Growers typically plant cotton on the best land, which also rents for higher prices.

April 18, 1997 - Filed Under: Agriculture, Crops, Corn

MISSISSIPPI STATE -- Corn is growing this year on fewer Mississippi acres than last year, but the crop appears to be off to a good start despite being planted slightly behind schedule.

Dr. Tom Jones, Mississippi State University extension agricultural economist, said state farmers planted 630,000 acres of corn in 1996 and expect to plant about 550,000 acres this year. Most corn planting should be complete by April 20.

April 14, 1997 - Filed Under: Family, Pets

By Allison Powe

MISSISSIPPI STATE -- Pets are an invaluable part of many American families, but the key to this happy relationship is a proper matching of pets and owners.

About 45 percent of Mississippians own pets, according to a recent survey conducted for the Mississippi Veterinary Medical Association. Dr. Richard Hopper, extension leader of veterinary medicine at Mississippi State University, said many factors should be considered before commiting to care for an animal.

April 14, 1997 - Filed Under: Family

By Bonnie Coblentz

MISSISSIPPI STATE -- While eating apples each day is supposed to cut down on doctor visits, a more fun way to do the same thing is to own a pet.

Research has shown that people benefit in many ways from having a pet. Companion animals have more consistent behavior and give unconditional affection that humans rarely offer.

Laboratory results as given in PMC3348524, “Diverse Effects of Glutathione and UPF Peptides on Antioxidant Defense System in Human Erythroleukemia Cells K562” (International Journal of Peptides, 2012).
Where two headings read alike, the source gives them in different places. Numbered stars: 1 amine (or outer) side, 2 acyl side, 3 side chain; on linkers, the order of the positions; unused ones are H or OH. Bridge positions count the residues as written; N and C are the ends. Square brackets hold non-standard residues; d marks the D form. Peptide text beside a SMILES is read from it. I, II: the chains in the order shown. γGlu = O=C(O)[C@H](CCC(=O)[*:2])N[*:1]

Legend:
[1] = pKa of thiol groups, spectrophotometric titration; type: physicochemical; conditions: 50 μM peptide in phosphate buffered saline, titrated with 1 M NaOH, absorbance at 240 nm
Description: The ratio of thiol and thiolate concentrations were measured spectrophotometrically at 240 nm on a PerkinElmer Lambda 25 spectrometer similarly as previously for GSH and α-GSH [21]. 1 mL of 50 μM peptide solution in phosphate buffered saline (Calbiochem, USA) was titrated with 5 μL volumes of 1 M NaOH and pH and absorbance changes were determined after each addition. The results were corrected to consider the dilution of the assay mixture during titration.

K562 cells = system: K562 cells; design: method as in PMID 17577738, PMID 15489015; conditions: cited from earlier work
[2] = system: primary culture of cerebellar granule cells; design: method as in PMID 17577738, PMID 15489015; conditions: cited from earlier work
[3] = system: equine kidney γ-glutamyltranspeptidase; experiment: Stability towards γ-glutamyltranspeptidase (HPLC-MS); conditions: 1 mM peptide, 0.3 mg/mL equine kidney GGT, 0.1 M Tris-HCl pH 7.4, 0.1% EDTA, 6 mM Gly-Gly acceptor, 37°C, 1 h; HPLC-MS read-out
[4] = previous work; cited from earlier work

A survey conducted by the American Animal Hospital Association found that more than half the pet owners surveyed, if stranded on a deserted island, would choose the companionship of their pet over another human.

April 14, 1997 - Filed Under: Family, Children and Parenting

MISSISSIPPI STATE -- Learning how to treat animals is an important step in a child's educational process.

Tom Miller, owner of Sunshine Farms in Noxubee County, said allowing children the opportunity to interact with various animals is beneficial academically and socially.

"We want children to learn how to love and respect animals. If they learn that at an early age, they will have learned how to love and respect human beings," Miller said.

April 14, 1997 - Filed Under: Pets

MISSISSIPPI STATE -- Ownership has its benefits, especially for pets.

Unwanted pets and stray animals often end up dead beside the road, or suffer from sickness and disease, said Dr. Roger Wilbur, a veterinarian at Mississippi State University's College of Veterinary Medicine. Some of these had owners who no longer want them, while others are descendants of strays.

April 14, 1997 - Filed Under: Health